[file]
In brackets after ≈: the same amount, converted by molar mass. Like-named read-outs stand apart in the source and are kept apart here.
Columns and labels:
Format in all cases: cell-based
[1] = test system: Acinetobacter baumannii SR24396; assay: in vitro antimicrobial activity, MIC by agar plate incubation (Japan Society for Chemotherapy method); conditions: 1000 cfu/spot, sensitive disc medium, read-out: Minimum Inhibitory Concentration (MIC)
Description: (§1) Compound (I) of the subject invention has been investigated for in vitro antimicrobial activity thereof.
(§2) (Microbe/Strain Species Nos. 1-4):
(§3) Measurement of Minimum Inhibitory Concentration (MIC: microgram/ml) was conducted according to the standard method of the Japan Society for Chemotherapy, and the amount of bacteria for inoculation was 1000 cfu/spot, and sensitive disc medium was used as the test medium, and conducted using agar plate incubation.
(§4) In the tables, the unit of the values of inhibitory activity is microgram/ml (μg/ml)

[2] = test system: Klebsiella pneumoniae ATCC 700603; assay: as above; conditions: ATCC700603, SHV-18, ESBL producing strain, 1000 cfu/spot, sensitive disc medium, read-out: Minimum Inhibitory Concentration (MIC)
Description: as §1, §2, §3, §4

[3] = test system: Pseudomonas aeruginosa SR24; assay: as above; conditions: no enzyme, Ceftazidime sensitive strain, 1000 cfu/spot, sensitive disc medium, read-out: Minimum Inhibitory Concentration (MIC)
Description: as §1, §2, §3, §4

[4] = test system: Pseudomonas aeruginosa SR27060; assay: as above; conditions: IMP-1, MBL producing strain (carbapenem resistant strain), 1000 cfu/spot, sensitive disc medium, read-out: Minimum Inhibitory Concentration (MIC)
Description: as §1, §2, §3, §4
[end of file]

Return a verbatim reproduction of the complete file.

In brackets after ≈: the same amount, converted by molar mass. Like-named read-outs stand apart in the source and are kept apart here.
Columns and labels:
Format in all cases: cell-based
[1] = test system: Acinetobacter baumannii SR24396; assay: in vitro antimicrobial activity, MIC by agar plate incubation (Japan Society for Chemotherapy method); conditions: 1000 cfu/spot, sensitive disc medium, read-out: Minimum Inhibitory Concentration (MIC)
Description: (§1) Compound (I) of the subject invention has been investigated for in vitro antimicrobial activity thereof.
(§2) (Microbe/Strain Species Nos. 1-4):
(§3) Measurement of Minimum Inhibitory Concentration (MIC: microgram/ml) was conducted according to the standard method of the Japan Society for Chemotherapy, and the amount of bacteria for inoculation was 1000 cfu/spot, and sensitive disc medium was used as the test medium, and conducted using agar plate incubation.
(§4) In the tables, the unit of the values of inhibitory activity is microgram/ml (μg/ml)

[2] = test system: Klebsiella pneumoniae ATCC 700603; assay: as above; conditions: ATCC700603, SHV-18, ESBL producing strain, 1000 cfu/spot, sensitive disc medium, read-out: Minimum Inhibitory Concentration (MIC)
Description: as §1, §2, §3, §4

[3] = test system: Pseudomonas aeruginosa SR24; assay: as above; conditions: no enzyme, Ceftazidime sensitive strain, 1000 cfu/spot, sensitive disc medium, read-out: Minimum Inhibitory Concentration (MIC)
Description: as §1, §2, §3, §4

[4] = test system: Pseudomonas aeruginosa SR27060; assay: as above; conditions: IMP-1, MBL producing strain (carbapenem resistant strain), 1000 cfu/spot, sensitive disc medium, read-out: Minimum Inhibitory Concentration (MIC)
Description: as §1, §2, §3, §4